The nave of the church was rebuilt in the first half of the 13thc., reusing one scallop capital in the north arcade, and voussoirs in three of the arches of the south arcade. The south door of the nave, though very heavily rebuilt and restored in the 1863-7 restoration by Butterfield, dates from the twelfth century.
Aldbourne was held by Gytha, Earl Harold's mother, in 1066 and by King William in 1086. It was assessed at 40 hides and was home to a total of 150 named peasants of various classes, suggesting a total population of 600 or more. This large settlement had 4 mills and a church with 2 hides of its own, held by the priest.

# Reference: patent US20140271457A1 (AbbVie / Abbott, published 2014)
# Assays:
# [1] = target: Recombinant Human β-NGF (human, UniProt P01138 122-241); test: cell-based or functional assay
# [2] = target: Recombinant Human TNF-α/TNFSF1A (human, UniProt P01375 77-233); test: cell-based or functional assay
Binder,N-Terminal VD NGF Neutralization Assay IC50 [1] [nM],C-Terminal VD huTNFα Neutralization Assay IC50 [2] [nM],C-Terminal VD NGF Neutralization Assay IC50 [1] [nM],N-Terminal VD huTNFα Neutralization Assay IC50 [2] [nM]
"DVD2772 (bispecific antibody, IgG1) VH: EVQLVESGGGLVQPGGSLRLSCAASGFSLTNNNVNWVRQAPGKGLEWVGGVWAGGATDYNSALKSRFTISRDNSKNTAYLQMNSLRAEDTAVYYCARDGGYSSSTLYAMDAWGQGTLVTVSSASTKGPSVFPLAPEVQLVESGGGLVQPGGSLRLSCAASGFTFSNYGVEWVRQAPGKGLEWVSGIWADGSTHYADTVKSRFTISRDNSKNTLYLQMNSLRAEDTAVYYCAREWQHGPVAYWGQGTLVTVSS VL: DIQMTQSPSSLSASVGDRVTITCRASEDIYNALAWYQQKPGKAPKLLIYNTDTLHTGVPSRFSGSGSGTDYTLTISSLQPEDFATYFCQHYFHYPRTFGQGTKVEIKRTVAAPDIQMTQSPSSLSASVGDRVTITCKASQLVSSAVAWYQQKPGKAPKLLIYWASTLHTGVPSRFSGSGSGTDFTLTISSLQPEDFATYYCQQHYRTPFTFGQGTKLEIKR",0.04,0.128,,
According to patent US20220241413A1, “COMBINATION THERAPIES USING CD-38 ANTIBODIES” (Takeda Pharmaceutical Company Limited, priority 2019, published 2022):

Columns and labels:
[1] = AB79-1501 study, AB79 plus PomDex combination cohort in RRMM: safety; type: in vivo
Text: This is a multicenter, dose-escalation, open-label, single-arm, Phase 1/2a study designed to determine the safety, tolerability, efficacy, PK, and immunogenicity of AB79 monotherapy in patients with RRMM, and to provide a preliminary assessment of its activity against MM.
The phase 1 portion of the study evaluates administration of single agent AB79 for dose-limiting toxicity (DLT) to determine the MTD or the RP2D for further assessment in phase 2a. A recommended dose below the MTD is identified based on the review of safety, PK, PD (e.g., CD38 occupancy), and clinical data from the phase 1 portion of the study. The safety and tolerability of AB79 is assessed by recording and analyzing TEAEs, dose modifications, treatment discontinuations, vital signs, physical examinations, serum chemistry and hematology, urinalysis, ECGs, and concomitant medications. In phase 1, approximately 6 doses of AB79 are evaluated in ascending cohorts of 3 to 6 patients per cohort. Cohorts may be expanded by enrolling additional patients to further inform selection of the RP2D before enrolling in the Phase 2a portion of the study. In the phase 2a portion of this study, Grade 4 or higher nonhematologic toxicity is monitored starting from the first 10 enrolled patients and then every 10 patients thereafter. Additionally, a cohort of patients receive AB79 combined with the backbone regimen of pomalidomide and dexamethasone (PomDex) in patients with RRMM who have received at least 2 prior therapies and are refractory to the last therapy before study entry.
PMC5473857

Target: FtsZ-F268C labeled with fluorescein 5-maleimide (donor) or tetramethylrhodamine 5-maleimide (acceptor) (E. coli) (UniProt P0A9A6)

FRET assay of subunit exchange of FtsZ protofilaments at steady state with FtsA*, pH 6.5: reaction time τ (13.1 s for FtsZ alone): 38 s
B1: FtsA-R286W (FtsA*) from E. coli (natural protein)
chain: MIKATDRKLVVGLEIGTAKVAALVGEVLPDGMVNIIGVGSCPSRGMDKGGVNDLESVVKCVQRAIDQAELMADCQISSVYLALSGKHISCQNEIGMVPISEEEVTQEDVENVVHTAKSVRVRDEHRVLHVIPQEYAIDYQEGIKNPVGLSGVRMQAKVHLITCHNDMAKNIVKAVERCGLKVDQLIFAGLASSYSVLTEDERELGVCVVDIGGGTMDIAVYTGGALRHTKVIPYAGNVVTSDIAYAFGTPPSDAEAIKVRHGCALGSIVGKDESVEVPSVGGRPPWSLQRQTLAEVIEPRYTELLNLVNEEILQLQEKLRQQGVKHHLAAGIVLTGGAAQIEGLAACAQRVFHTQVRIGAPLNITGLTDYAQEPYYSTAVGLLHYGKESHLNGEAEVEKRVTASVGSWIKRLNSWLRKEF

It was later granted to a Count of Perche and was held by Count Rotrou of Perche in 1135, passing successively to his son Rotrou (d.1191) and his grandson Geoffrey (d.1202).
|Height of opening||2.25 m|
|Width of opening||1.13 m|
N. Pevsner and B. Cherry, Wiltshire, Buildings of England, Harmondsworth, 1971.
A History of the County of Wiltshire: Volume 12, Victoria County History, 1983, 67-86.